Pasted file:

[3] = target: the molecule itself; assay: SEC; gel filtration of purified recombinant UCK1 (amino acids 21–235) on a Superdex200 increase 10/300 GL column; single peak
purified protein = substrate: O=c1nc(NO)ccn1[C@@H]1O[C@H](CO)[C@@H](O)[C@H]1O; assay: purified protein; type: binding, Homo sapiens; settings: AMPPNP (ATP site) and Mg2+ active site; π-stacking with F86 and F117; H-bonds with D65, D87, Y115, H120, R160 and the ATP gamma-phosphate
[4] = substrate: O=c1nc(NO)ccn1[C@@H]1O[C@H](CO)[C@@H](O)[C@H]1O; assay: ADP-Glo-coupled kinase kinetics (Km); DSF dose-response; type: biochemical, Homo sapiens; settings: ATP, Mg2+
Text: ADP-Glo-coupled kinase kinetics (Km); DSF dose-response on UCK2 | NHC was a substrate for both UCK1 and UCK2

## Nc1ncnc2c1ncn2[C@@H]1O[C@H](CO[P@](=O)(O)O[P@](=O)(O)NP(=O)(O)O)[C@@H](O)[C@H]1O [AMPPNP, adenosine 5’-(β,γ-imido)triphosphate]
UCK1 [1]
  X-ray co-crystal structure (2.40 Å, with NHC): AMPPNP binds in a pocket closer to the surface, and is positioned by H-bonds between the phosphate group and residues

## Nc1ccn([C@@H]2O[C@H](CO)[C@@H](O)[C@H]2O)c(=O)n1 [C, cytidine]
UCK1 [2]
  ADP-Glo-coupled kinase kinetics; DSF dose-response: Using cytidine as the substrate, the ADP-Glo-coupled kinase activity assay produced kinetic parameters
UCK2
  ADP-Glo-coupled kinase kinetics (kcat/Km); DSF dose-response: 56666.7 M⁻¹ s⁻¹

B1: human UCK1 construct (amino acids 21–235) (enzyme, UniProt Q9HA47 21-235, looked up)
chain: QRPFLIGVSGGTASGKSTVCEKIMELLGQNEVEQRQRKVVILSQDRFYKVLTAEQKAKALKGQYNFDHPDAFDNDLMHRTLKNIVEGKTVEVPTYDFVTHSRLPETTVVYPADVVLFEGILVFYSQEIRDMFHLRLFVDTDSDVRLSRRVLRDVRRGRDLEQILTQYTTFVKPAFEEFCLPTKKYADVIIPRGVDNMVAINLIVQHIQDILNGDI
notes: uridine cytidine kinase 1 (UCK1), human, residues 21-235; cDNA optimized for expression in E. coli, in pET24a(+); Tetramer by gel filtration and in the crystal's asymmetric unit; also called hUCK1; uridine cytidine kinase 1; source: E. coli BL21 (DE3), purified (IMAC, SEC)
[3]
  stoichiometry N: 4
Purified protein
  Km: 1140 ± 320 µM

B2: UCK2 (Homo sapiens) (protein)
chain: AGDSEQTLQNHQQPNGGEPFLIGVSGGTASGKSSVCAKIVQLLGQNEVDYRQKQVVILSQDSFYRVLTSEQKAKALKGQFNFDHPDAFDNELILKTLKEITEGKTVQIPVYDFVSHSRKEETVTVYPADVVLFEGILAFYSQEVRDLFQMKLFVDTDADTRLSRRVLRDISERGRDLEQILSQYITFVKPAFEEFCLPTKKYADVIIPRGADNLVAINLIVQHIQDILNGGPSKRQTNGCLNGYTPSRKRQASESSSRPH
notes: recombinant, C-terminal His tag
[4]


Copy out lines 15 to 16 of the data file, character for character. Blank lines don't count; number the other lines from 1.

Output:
notes: uridine cytidine kinase 1 (UCK1), human, residues 21-235; cDNA optimized for expression in E. coli, in pET24a(+); Tetramer by gel filtration and in the crystal's asymmetric unit; also called hUCK1; uridine cytidine kinase 1; source: E. coli BL21 (DE3), purified (IMAC, SEC)
[3]